Seven scams that target small businesses
Being vigilant against fraud is not only good for a company's financial health, it also strengthens customer trust in the business.
Every year the Better Business Bureau of Minnesota and North Dakota (BBB) receives thousands of complaints from small business owners who fell for an invoicing scam or were misled into paying for products and services they didn't want.
Scammers aren't always trying to steal money from a business; sometimes they are after a company's financial or customer data and will use many kinds of high and low-tech methods for getting it.
Becoming a victim of fraud can have a negative financial and reputational impact on a business. The BBB is warning business owners to look out for the following scams that commonly target small companies:
Directory scams. A problem that has plagued businesses for decades involves deceptive sales for directories. Commonly the scammer will call the business claiming they just want to update the company's entry in an online directory or the scammer might lie about being with the Yellow Pages. The business is later billed hundreds of dollars for listing services they didn't agree to or for ads that they thought would be in the Yellow Pages.
Office supply scams. Some scammers prey on small business owners hoping they won't notice a bill for office supplies like toner or paper that the company never ordered. Every year, the BBB receives thousands of complaints from small business owners who were deceived by office supply companies and billed for products they didn't want.
Overpayment scams. Be extremely cautious if a customer overpays using a check or credit card and then asks you to wire the extra money back to them or to a third party. Overpayment scams target any number of companies including catering businesses, manufacturers, wholesalers and sellers on sites like eBay, Craigslist and Etsy.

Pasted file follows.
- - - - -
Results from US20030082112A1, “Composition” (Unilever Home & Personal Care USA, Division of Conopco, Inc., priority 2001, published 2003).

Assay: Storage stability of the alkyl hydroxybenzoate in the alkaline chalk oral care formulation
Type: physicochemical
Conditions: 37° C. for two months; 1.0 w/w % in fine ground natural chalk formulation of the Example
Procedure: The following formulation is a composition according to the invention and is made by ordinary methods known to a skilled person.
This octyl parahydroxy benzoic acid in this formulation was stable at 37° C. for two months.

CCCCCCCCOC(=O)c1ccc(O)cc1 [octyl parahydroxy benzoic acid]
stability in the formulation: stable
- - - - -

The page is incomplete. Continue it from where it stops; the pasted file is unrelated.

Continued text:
Data breaches. No matter how vigilant your company is, a data breach can still happen. Whether it's the result of hackers, negligence or a disgruntled employee, a data breach can have severe impact on the level of trust customers have in your business. Learn how to defend your company from a data breach for free with BBB's Data Security - Made Simpler at www.bbb.org/data-security.
Vanity awards. While it's flattering to be recognized for your hard work, some awards are just money-making schemes and have no actual merit. If you are approached about receiving a business or leadership award, research the opportunity carefully and be wary if you're asked to pay money.
Stolen identity. Scammers will often pretend to be a legitimate company for the purposes of ripping off consumers. When it comes to stolen identity, the company doesn't necessarily lose money, but their reputation is tarnished as angry customers who were ripped off by the scammers think the real company is responsible.
Phishing e-mails. Some phishing e-mails target small business owners with the goal of hacking into their computer or network. Common examples include e-mails pretending to be from the IRS claiming the company is being audited or phony e-mails from the BBB saying the company has received a complaint.
If you receive a suspicious e-mail from a government agency or the BBB, don't click on any links or open any attachments. Contact the agency or the BBB directly to confirm the legitimacy of the e-mail.
For more advice on how to manage your business effectively, visit www.bbb.org/us/Business-Resources/.
The mission of the BBB is to promote, through self-regulation, the highest standards of business ethics and conduct, and to instill public confidence in responsible businesses through programs of education and action that inform, protect and assist the general public
Contact the BBB at www.bbb.org or 1-800-646-6222.